Edmonton's plan to reduce crime refreshing

Post by Daniel Fontaine in

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A crime prevention report from Edmonton argues investing in after school programs may get taxpayers a bigger bang for their buck than simply hiring more police

While some cities cut funding to the arts and pour millions into the ballooning budgets of their police departments, one Canadian mayor seems to be taking a radically different approach. As we previously wrote, Edmonton's mayor has just released a provocative report which is looking to fight crime in a non-traditional way. That is, he's not simply going to give his police department another blank cheque and ask them to go get the bad guys.

Last week, a 55 page report by the Edmonton Task Force on Community Safety was released to the public. Overall, the report focuses on getting at the root causes of crime before it happens. The $400K report commissioned by Mayor Stephen Mandel is proposing a number of initiatives to help further reduce Edmonton's crime rate. It should be noted that due mainly to demographics (the bad guys are getting older), the crime rates in most major urban centres in Canada has been in free-fall over the last decade. Despite this, urban taxpayers across Canada have been pouring hundreds of millions into city coffers in order to hire more police.

Let me first say that I think Mayor Mandel should be commended for engaging in this dialogue and for challenging the status quo when it comes to crime fighting. Not many mayors are prepared to say the solution to further reducing crime might not simply lie in providing his police department with more full time staff. There are a lot of mayors across Canada that could learn a thing or two from Mandel.

As for the report itself, the Edmonton Journal reports that is makes a series of recommendations including:

  • Integrate and increase family supports and programs in crime prevention hubs, in neighbourhood schools.
  • Provide school hubs the resources to offer everything from physical activity to homework help to kids during "critical" after-school hours.
  • Provide funding and specialized staff to identify and deter kids from entering criminal gangs.
  • Create a strategy to help families and youth suffering with fetal-alcohol syndrome, and develop a life-skills program for at-risk females to lower the rates of teen pregnancy and fetal-alcohol births.
  • Develop a model of social service delivery for at-risk youth that operates 24 hours a day, seven days a week.
  • Work with aboriginal and ethnic communities to engage and invite them into civic government and decision-making.
  • Organize neighbourhoods and find leaders within them to run grassroots crime-prevention programs.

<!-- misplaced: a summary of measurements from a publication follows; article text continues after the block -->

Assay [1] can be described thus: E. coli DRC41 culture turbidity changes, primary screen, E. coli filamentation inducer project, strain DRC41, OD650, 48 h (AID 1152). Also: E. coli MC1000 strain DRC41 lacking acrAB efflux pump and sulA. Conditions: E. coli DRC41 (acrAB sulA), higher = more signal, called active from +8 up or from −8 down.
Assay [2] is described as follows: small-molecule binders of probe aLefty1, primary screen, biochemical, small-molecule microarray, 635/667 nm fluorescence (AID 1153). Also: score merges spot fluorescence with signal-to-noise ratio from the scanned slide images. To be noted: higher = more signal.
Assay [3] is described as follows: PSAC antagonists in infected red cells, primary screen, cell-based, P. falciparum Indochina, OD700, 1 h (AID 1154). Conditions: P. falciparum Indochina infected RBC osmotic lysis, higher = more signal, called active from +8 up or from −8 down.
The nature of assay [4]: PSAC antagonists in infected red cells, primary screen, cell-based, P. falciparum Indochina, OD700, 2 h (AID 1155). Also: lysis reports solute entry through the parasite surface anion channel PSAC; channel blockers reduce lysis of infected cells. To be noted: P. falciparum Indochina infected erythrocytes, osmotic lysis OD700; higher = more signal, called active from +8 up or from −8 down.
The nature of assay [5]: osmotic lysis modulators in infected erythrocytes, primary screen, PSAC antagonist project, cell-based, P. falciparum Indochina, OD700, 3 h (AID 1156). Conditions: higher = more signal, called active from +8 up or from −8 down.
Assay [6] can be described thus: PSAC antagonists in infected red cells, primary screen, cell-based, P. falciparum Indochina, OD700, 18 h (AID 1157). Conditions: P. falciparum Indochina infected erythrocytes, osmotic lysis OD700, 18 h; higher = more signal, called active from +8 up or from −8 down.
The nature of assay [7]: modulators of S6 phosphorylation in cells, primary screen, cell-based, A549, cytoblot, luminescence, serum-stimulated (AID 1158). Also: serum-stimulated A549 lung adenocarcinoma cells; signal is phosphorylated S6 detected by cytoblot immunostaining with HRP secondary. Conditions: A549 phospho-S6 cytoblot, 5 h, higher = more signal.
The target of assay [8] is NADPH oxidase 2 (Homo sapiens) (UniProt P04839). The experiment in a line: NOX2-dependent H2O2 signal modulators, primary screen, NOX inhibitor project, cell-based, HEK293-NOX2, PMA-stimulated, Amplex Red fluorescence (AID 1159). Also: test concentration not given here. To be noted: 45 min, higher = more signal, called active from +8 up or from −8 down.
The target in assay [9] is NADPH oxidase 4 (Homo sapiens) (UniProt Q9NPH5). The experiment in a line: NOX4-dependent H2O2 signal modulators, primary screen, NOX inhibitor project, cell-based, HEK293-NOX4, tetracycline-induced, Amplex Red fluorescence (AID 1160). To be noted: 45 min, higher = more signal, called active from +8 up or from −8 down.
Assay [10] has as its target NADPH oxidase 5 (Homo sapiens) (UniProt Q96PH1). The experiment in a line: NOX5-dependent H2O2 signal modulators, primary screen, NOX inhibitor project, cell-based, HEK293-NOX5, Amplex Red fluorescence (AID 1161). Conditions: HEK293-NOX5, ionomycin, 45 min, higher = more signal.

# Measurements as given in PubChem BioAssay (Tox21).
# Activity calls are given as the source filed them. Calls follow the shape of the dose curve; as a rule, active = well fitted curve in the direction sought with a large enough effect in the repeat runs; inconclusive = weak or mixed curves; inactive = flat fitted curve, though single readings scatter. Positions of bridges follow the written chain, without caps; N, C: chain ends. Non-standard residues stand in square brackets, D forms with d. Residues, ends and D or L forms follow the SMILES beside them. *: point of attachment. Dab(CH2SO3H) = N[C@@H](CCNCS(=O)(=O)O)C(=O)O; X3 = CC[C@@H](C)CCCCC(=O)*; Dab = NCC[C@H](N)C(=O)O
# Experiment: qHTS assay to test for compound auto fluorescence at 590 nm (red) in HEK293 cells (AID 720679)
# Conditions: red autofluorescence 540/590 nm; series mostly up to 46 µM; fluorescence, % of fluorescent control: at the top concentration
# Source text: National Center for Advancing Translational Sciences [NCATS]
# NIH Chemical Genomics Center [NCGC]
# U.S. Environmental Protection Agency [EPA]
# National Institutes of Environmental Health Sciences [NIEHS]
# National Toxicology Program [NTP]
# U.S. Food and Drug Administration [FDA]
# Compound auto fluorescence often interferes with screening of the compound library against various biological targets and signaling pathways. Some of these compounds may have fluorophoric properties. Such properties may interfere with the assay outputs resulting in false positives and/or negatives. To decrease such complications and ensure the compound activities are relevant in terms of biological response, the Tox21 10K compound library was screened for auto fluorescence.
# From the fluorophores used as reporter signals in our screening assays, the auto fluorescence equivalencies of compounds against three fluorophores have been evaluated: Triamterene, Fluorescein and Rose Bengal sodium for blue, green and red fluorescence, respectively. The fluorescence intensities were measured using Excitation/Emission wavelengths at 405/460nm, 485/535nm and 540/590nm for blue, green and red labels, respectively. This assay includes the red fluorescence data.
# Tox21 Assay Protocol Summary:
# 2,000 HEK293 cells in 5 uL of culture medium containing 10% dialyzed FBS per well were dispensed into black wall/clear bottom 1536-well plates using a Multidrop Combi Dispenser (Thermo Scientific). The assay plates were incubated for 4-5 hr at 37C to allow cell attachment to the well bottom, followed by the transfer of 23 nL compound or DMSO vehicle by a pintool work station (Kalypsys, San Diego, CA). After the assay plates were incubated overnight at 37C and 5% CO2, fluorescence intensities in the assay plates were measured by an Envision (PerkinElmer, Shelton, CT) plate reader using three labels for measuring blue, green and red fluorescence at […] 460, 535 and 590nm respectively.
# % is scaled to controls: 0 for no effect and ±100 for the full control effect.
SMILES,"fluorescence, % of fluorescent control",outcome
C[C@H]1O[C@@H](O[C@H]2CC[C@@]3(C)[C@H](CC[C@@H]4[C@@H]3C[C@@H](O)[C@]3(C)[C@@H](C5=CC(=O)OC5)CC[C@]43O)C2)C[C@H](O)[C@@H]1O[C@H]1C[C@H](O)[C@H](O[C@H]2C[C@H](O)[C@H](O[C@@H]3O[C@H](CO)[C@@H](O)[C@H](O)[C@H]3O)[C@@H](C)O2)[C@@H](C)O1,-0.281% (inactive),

• Create new, community-led initiatives to reduce knife violence, increase the number of youth shelter beds and support the existing drug court.
  • Establish and fund a Community Safety Co-ordination Council to work with existing agencies and implement evidence-based, crime-prevention programs.

The bulk of the report's recommendations were actually leaked to the media some time ago, so unfortunately the release of the report last week was somewhat of a non-event. However, Mandel believes that if the city moves move forward on the recommendations, there is a good chance taxpayers could see reduced crime at a lower cost to taxpayers.

Scott McKeen from the Edmonton Journal commented on the Task Force's recommendations by stating:

The report argues that working upstream on the root causes of crime is not only pragmatic, from a safety perspective, but cost-effective. Estimates are that every dollar spent on crime prevention saves as much as $20 in costs later.

Studies show that school-based programs that tackle aggressive behaviour are effective. So are programs that get kids involved early in positive activities in sports and recreation. Many of these ideas aren't new. But fledgling programs often died on the vine due to a lack of funding.

Politics can be a cynical game. Elections have been won by political parties pandering to public fears, with promises to get tough on crime.

But all the cops and all the jails do nothing to get at the root causes of crime. Nor are there enough cops to watch every neighbourhood, let alone every block of homes.

Not everyone is enamored with Mandel's approach. According to the Edmonton Sun, Councillor Tony Caterina, a member of Edmonton's Police Commission, thinks the report is off track. He would like to see way more resources pumped into the police budget as a way of tackling crime.

Certainly, all the nine recommendations are laudable They're things that we have said over and over for probably hundreds of years that would be good for society. I think what's missing in this particular report is enforcement.

While no one will deny enforcement is important, isn't this simply dealing with the problem after the crime has been committed? Shouldn't there be equal effort into trying to prevent the crime from happening in the first place?

The task force report will be reviewed by council in the coming weeks to see what can be implemented and by what date. I think Mandel's approach should be given a chance to succeed over the long-term. Only then will we be able to determine if his strategy around putting more resources into preventing crime was the prudent one. I for one think that it will be.


1 Comment

Excellent article, very timely. One could argue that we need more police in many parts of Canada to deal with chronic offenders AND programs like this. In time, hopefully fewer police will be required. Thank you Daniel.

Darcy Rezac
Managing Director
The Vancouver Board of Trade.

Check out BCWineLover.com!

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